Tiny 'Alien' Skeleton: Tests Reveal 'Atacama Humanoid' From 'Sirius' Documentary Has Human DNA

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By Tom Barrabi | May 2, 2013 12:14 AM EST

The tiny “alien” humanoid that some have hailed as “proof of alien life” has been confirmed as human after extensive testing by Stanford University scientists.

The six-inch long skeleton, nicknamed “Ata,” was discovered in Chile’s Atacama Desert in 2003, and has been a source of intense speculation ever since. While some have claimed that the odd skeleton was that of a primate or aborted fetus, conspiracy theorists point to its elongated skull as proof that is it actually an alien that crash-landed on Earth.

However, researchers at Stanford University have conducted DNA testing that indicates the skeleton has earthly origins. The testers now believe that the tiny humanoid was six to eight years old before it died, Discovery News reports.

"While the jury is out regarding the mutations that cause the deformity, and there is a real discrepancy in how we account for the apparent age of the bones … every nucleotide I've been able to look at is human,” Garry Nolan, professor of microbiology and immunology at Stanford School of Medicine, told LiveScience.

"I've only scratched the surface in the analysis. But there is nothing that jumps out so far as to scream 'nonhuman.'"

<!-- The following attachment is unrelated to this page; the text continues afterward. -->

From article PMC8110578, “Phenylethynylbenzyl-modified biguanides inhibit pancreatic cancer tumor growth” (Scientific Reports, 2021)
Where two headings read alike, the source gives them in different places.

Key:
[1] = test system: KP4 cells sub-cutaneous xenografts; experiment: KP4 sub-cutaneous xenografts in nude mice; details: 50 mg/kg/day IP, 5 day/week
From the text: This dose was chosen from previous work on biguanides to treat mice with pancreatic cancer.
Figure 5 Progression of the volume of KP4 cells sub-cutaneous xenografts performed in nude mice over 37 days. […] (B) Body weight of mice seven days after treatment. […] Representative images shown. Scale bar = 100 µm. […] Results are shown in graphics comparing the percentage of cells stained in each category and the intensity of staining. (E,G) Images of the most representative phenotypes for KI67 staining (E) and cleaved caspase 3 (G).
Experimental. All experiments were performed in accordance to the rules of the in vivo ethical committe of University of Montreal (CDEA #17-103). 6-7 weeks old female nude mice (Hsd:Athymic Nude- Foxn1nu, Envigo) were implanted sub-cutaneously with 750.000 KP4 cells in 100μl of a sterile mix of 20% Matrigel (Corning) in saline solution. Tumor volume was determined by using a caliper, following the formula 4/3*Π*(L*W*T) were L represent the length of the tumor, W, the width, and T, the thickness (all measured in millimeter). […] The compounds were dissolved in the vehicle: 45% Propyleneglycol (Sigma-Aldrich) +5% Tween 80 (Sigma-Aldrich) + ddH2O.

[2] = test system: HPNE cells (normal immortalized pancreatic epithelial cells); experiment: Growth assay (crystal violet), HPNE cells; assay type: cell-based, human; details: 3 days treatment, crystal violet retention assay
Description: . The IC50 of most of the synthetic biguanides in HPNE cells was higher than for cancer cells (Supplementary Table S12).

In the fall of 2012, Nolan and his colleagues at Stanford analyzed the specimen with a combination of DNA sequencing, high-resolution photography, X-rays, and computed tomography scans, Discovery News reports.

Besides the questions about its origin, researchers attempted to determine the causes of various deformities, such as the skeleton’s elongated skull or the fact that it has just 10 ribs, as opposed to the 12 possessed by a healthy human.

Ultimately, Nolan’s team discovered that 91 percent of Ata’s genes matched up with the reference human genome, Discovery News reports. The nine percent in DNA mismatches could stem from several factors, including the specimen’s degradation and insufficient data.

In addition, the tiny humanoid’s mitochondrial DNA alleles suggest that its "mother [was] an indigenous woman from the Chilean area of South America,” Nolan told Discovery News. However, the team was unable to determine what caused Ata’s deformities.

"It's an interesting medical mystery of an unfortunate human with a series of birth defects that currently the genetics of which are not obvious," Nolan said.

The research into the true nature of the humanoid was chronicled in “Sirius,” a crowd-funded documentary that debuted on April 22. The film, produced by Study of Extraterrestrial Intelligence found Steven Greer, also documents the attempts to get the U.S. government to reveal what it knows about alien lifeforms.

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